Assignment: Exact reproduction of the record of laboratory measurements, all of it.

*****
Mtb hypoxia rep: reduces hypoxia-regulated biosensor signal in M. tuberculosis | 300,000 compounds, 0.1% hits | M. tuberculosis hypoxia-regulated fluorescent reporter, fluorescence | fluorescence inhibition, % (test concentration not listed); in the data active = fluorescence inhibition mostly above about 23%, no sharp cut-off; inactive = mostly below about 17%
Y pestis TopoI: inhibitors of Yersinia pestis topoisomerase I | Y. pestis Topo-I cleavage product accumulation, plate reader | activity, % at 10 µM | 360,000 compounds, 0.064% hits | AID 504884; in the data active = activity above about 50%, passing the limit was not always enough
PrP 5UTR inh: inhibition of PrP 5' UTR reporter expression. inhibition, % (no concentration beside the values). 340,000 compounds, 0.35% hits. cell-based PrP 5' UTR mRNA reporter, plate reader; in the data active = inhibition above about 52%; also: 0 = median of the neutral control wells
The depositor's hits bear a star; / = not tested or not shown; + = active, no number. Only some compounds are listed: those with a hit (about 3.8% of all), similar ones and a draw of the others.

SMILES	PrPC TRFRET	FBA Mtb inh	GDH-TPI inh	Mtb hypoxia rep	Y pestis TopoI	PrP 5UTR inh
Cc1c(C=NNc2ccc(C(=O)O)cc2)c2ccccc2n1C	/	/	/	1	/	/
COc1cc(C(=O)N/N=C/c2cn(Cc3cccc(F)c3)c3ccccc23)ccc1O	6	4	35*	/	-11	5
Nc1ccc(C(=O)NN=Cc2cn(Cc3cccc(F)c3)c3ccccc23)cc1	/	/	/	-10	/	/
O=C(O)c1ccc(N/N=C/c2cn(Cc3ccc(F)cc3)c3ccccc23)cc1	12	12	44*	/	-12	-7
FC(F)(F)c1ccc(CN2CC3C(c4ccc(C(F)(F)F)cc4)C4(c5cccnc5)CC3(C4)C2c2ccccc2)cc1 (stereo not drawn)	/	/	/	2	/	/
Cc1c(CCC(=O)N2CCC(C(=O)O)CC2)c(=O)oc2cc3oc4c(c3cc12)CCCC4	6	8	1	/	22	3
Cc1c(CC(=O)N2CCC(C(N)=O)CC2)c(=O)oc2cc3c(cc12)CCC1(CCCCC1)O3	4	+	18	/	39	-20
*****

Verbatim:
Mtb hypoxia rep: reduces hypoxia-regulated biosensor signal in M. tuberculosis | 300,000 compounds, 0.1% hits | M. tuberculosis hypoxia-regulated fluorescent reporter, fluorescence | fluorescence inhibition, % (test concentration not listed); in the data active = fluorescence inhibition mostly above about 23%, no sharp cut-off; inactive = mostly below about 17%
Y pestis TopoI: inhibitors of Yersinia pestis topoisomerase I | Y. pestis Topo-I cleavage product accumulation, plate reader | activity, % at 10 µM | 360,000 compounds, 0.064% hits | AID 504884; in the data active = activity above about 50%, passing the limit was not always enough
PrP 5UTR inh: inhibition of PrP 5' UTR reporter expression. inhibition, % (no concentration beside the values). 340,000 compounds, 0.35% hits. cell-based PrP 5' UTR mRNA reporter, plate reader; in the data active = inhibition above about 52%; also: 0 = median of the neutral control wells
The depositor's hits bear a star; / = not tested or not shown; + = active, no number. Only some compounds are listed: those with a hit (about 3.8% of all), similar ones and a draw of the others.

SMILES	PrPC TRFRET	FBA Mtb inh	GDH-TPI inh	Mtb hypoxia rep	Y pestis TopoI	PrP 5UTR inh
Cc1c(C=NNc2ccc(C(=O)O)cc2)c2ccccc2n1C	/	/	/	1	/	/
COc1cc(C(=O)N/N=C/c2cn(Cc3cccc(F)c3)c3ccccc23)ccc1O	6	4	35*	/	-11	5
Nc1ccc(C(=O)NN=Cc2cn(Cc3cccc(F)c3)c3ccccc23)cc1	/	/	/	-10	/	/
O=C(O)c1ccc(N/N=C/c2cn(Cc3ccc(F)cc3)c3ccccc23)cc1	12	12	44*	/	-12	-7
FC(F)(F)c1ccc(CN2CC3C(c4ccc(C(F)(F)F)cc4)C4(c5cccnc5)CC3(C4)C2c2ccccc2)cc1 (stereo not drawn)	/	/	/	2	/	/
Cc1c(CCC(=O)N2CCC(C(=O)O)CC2)c(=O)oc2cc3oc4c(c3cc12)CCCC4	6	8	1	/	22	3
Cc1c(CC(=O)N2CCC(C(N)=O)CC2)c(=O)oc2cc3c(cc12)CCC1(CCCCC1)O3	4	+	18	/	39	-20